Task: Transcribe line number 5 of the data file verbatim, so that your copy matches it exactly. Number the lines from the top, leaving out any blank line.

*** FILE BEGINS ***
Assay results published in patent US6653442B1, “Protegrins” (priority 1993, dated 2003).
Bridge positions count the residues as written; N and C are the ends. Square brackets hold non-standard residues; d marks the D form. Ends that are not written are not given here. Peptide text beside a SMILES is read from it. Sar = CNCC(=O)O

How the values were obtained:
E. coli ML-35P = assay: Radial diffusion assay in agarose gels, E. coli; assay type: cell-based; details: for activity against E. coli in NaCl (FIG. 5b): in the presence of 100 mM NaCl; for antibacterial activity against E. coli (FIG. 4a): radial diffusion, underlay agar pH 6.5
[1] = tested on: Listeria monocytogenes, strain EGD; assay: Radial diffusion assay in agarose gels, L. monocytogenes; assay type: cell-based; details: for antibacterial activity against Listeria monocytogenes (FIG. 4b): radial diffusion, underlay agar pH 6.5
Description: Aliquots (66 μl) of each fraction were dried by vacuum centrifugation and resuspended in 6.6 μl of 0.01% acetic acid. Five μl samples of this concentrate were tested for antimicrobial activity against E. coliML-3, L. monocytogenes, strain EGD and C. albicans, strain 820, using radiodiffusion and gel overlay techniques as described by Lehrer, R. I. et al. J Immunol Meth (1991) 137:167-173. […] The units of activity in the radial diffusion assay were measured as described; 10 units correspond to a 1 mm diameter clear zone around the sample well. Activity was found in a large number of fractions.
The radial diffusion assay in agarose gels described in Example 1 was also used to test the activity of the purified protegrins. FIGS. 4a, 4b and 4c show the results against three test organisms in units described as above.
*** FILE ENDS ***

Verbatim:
[1] = tested on: Listeria monocytogenes, strain EGD; assay: Radial diffusion assay in agarose gels, L. monocytogenes; assay type: cell-based; details: for antibacterial activity against Listeria monocytogenes (FIG. 4b): radial diffusion, underlay agar pH 6.5